I have been thinking about death this January. Winter is the season for it, I suppose–the still barrenness of the ice and the shroud of the snow; but there also have been some significant deaths this past month in the larger communities of which John and I are a part, and there are those who are dying, too–all of us, really–slowly or quickly, but inexorable all the same, as death comes for us all, sooner or later.
I guess what presents itself to me as most signficant in all this, though, is not the loss and the grief, but the gratitude I feel for the Christian faith and hope I have that death is not the end; that there is a loving God that carries us through from life to life, who walks with all of us down the dark corridor, making sure that not only are we not alone when the time comes, but those whom we leave behind are not alone either: that in Christ we all are still connected over time; and that in eternity, we all will be together again.
For me, one of the best things about this belief is not just the comfort it provides at the end of life, but how it can transform our living right now. The Christian belief in the resurrection means that we can live without compulsion, without having to worry about securing a legacy–our own immortality; and we can live without anxiety, without having to wonder if, in the end, we will have done enough, or been enough. Faith in the resurrection means we can live boldly, freely, confidently; embracing the world passionately, loving each other radically. It means, as Mary Oliver’s poem suggests, that we can live in joy and wonder moment to moment, hopeful to the end about what is coming next.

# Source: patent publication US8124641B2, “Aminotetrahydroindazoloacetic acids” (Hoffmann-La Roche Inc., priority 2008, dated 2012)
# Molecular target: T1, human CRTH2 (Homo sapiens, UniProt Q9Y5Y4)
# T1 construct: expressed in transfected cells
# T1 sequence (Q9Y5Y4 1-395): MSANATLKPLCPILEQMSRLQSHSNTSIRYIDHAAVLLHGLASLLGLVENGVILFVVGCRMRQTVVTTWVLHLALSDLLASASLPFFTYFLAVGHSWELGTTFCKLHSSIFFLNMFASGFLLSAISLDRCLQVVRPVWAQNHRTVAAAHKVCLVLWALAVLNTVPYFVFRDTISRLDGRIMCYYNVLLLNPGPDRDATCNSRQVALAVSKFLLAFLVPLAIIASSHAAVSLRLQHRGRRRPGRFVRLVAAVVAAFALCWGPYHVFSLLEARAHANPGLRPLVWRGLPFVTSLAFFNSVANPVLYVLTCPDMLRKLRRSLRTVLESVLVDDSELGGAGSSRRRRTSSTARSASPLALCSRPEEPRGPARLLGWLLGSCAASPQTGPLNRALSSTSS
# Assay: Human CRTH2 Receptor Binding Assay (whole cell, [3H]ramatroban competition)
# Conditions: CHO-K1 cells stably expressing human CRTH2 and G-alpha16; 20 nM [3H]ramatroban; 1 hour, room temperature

Poem: “When Death Comes,” by Mary Oliver, from New and Selected Poems (Beacon Press).
When Death Comes
When death comes
like the hungry bear in autumn;
when death comes and takes all the bright coins from his purse
to buy me, and snaps the purse shut;
when death comes
like the measle-pox;
when death comes
like an iceberg between the shoulder blades,
I want to step through the door full of curiosity, wondering:
what is it going to be like, that cottage of darkness?
And therefore I look upon everything
as a brotherhood and a sisterhood,
and I look upon time as no more than an idea,
and I consider eternity as another possibility,
and I think of each life as a flower, as common
as a field daisy, and as singular,
and each name a comfortable music in the mouth,
tending, as all music does, toward silence,
and each body a lion of courage, and something
precious to the earth.
When it’s over, I want to say: all my life
I was a bride married to amazement.
I was the bridegroom, taking the world into my arms.
When it’s over, I don’t want to wonder
if I have made of my life something particular, and real.
I don’t want to find myself sighing and frightened,
or full of argument.
I don’t want to end up simply having visited this world.